NASA however is, in my opinion, "guilty" on two counts: 1) relying by design on a safe reentry method (Shuttle retrieval) based on both futuristic and optimistic assumptions and 2) once the feasibility of the original plan was in doubt (that is, before launch: the Challenger disaster had already occurred 5 years earlier), not re-planning for a controlled destructive re-entry, at the cost of limiting service life (or at least giving up some mission extensions).

Well, it is not clear to me if as-launched satellite had enough fuel for controlled de-orbit from a high orbit. After orbit-lowering burn, probably another 100-120 m/s (3-4% of satellite weight worth of fuel) would be needed for controlled re-entry, and that is a lot of fuel. I doubt UARS needed a lot of orbit corrections for the primary mission, so rejecting program extensions would not save too much for re-entry.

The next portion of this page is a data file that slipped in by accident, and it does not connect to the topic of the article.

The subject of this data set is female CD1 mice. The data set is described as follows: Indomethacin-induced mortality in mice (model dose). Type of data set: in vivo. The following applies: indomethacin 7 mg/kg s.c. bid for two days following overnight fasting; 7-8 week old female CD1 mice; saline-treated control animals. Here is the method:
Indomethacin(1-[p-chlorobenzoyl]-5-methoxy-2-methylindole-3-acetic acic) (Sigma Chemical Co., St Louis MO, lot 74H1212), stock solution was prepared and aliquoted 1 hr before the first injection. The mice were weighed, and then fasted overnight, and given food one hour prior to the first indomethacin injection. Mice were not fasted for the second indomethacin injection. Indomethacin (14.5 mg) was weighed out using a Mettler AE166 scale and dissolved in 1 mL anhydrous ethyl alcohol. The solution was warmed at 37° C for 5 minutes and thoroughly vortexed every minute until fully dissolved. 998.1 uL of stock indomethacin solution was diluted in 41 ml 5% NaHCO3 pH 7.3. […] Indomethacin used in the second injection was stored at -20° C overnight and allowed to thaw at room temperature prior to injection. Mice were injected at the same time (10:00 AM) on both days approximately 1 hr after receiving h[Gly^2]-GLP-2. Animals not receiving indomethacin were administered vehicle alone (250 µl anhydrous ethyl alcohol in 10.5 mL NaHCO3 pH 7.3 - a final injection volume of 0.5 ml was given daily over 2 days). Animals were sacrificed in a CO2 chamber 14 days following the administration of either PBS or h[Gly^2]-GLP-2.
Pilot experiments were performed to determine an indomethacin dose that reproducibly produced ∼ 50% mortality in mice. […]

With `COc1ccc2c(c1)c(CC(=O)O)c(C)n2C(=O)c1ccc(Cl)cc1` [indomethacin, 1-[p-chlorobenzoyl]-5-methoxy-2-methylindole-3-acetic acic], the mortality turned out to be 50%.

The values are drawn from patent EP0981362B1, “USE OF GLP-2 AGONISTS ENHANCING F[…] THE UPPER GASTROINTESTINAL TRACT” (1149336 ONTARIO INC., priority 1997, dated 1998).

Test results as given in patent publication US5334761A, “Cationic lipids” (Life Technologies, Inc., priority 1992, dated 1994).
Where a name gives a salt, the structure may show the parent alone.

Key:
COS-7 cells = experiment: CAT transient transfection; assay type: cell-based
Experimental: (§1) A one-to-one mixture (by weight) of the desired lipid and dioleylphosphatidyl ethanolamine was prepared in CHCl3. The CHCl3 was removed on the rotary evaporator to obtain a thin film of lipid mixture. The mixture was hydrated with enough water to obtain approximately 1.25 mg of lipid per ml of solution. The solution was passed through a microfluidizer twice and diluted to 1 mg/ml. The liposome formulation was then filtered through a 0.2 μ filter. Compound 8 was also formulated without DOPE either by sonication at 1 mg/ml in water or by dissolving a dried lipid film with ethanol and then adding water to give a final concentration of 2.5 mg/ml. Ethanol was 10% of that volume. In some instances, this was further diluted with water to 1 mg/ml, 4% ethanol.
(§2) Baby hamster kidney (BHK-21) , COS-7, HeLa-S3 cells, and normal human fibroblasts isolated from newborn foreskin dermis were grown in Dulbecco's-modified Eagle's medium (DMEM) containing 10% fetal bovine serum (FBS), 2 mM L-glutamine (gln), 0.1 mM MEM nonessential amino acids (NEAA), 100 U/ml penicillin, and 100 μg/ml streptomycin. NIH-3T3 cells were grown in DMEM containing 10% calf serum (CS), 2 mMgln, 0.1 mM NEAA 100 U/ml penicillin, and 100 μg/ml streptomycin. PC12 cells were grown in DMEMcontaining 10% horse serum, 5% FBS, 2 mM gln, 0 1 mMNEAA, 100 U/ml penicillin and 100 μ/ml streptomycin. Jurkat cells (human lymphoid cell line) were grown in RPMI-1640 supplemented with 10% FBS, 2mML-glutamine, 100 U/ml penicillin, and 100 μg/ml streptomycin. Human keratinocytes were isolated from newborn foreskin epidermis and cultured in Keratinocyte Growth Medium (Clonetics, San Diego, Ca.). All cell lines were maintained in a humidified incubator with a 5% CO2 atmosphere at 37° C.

Fuel reserves should be determined during design stage, quite likely at the very beginning of Shuttle era, so by launch date options were to hope for the best or to re-design ($$$$$) and brake shuttle launch schedule. Compare with Hubble telescope, which was planned for launch in 1983 - ands actually launched a year before UARS. You have to design these things knowing quite well that it would be 5-10 years until launch, and another 10-20 years of operation.
Unlike communication satellites, where worn out electronic is a low-value scrap material, scientific instruments are more than likely one of a kind, and would be happily re-used - so return to earth was more or less meaningful.